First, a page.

• By: Kriss Barlow, RN, MBA | kbarlow@barlowmccarthy.com Right wrong or otherwise, we all make snap judgments when we meet new people. Last week I needed help from an airline gate agent and here’s what happened: I approached the counter ready to beg, cajole and flaunt my frequent flyer status as I wanted to get home on an earlier flight. As I approached the counter, the gate agent looked up immediately, smiled and asked how she could help in a warm and engaging way. She listened fully to my request and then said, “Let’s see what we can do to make that happen.” The interaction was all of three minutes and yet, it left me feeling positive, I know her name

    Feb 01,
  • By: Jeff Cowart, MAH | jcowart@barlowmccarthy.com The beginning of a new year, the launch of a new goal, a significant change in direction – all of these are opportunities for reflection on where we’ve been and where we’re going. Usually, this reflection is accompanied by resolutions, declarations of new direction, and a burst of new energy. Too often, however, this process quickly devolves into disruption at the hands of the mundane, the heavy tug of the status quo, and the loss of traction toward our new goals. Then the malaise and disappointment of failure starts to hover and nag. Why is this cycle so familiar? The truth is, the cycle has nothing to do with our good intentions nor our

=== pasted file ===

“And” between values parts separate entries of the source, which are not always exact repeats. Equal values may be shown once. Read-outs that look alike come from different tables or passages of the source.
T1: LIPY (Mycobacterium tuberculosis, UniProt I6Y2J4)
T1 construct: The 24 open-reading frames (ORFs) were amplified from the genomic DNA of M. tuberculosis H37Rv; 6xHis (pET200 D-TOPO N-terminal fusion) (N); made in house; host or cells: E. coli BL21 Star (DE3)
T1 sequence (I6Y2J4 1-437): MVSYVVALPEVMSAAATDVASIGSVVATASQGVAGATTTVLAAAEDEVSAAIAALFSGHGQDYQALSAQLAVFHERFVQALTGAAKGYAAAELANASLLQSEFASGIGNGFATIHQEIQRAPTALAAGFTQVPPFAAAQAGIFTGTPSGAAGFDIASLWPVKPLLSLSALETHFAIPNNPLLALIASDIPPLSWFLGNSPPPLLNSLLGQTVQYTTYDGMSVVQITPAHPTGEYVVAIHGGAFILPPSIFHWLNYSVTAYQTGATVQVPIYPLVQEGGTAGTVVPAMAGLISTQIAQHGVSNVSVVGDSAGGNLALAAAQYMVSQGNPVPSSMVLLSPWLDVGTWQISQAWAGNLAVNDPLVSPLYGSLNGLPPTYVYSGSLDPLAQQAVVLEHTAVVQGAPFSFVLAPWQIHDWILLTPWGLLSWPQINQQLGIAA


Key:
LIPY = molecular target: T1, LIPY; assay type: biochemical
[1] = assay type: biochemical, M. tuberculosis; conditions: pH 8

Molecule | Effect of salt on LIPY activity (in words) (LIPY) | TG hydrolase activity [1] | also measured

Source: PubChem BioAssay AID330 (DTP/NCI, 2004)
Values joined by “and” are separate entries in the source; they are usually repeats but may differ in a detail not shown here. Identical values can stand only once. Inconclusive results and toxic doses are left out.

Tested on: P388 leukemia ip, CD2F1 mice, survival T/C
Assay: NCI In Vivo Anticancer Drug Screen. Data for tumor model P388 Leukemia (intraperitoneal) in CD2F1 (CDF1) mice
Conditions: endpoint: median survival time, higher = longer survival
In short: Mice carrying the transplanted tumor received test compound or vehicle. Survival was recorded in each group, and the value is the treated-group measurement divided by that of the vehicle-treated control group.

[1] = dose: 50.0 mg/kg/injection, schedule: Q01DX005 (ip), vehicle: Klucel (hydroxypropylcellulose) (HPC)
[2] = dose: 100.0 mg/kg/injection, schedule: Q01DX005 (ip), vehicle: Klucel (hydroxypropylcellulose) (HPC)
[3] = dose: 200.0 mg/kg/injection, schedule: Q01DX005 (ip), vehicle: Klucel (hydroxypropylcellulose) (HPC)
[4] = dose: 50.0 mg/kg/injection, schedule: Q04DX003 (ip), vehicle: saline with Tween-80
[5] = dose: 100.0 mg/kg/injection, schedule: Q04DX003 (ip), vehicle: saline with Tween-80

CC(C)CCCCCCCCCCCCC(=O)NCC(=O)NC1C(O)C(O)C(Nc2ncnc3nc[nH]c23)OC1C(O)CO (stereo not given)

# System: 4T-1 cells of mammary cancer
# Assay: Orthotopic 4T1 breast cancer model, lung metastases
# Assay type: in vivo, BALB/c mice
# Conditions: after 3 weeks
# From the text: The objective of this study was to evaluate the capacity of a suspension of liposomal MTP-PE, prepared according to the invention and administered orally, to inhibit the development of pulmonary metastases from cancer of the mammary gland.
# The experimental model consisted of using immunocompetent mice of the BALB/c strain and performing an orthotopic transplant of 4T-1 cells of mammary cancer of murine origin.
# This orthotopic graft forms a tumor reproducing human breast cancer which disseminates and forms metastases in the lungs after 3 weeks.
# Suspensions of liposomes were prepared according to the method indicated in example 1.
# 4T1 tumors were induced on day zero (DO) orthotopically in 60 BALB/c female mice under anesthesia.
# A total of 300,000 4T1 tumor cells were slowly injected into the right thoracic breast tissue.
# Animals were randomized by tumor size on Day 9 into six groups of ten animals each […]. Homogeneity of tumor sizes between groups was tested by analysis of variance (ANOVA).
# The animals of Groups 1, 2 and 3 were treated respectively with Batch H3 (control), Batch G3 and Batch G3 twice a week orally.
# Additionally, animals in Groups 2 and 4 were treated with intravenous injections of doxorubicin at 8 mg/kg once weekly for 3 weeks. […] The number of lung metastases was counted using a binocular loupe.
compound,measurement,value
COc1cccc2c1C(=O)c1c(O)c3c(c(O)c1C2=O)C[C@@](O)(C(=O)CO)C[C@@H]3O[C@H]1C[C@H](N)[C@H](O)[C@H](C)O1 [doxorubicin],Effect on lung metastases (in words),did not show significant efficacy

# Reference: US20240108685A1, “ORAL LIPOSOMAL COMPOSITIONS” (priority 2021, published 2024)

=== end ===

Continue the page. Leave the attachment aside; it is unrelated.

Jan 25,
  • By: David F. Zirkle, PhD Have you ever had the experience while reading an article of a single fact jumping off the page?  I did the other day while reviewing a Pew Research Center report.  The article states that the U.S. Census Bureau now projects the “Millennial” generation (also known as Gen Y) to surpass Baby Boomers as the nation’s largest living generation in 2015.  Millennials defined as individuals between the ages of 18 to 34 are projected to number 75.3 million, surpassing the 74.9 million Boomers. Marketers often focus on Boomers due to their numbers and increased consumption of healthcare services.  However, as the Millennial wave begins to roll over the healthcare system, marketers will face new challenges to

    Mar 24,
  • By: Allison McCarthy, MBA Two current biographies, Unbroken and 41, highlight the importance of our relationships, not only in crisis situations, but also in the growth of our careers.  The moral of these stories: None of us can achieve success on our own.  Unbroken, the story of Louis Zamperini, a Japanese prisoner of war during WWII, shows us how relationships can sustain us during our worst hours. Zamperini shared his small allotment of food with prisoners who were suffering greater malnutrition. He sacrificed his own needs, not because he wanted something from the others, but because he felt they needed it more. After the war, when Zamperini sank into alcoholism, his fellow POWs saved him when he needed support the

    Mar 17,
  • By: Kriss Barlow, RN, MBA I couldn’t resist the analogy. Extreme weather is on the minds of many these days. Boston and other parts of the Northeast have just “had it” with storms piling up more and more of the white stuff. The infrastructure is not able to handle it, but Mother Nature doesn’t seem to care! It’s not so far from the work life of many talented health care professionals, is it? When the work piles up, how do you manage the onslaught and your general disposition? Which one are you? I work harder and faster, perhaps with a little attitude I acknowledge the request and then continue to do what I believe is best I stress over it.

    Mar 05,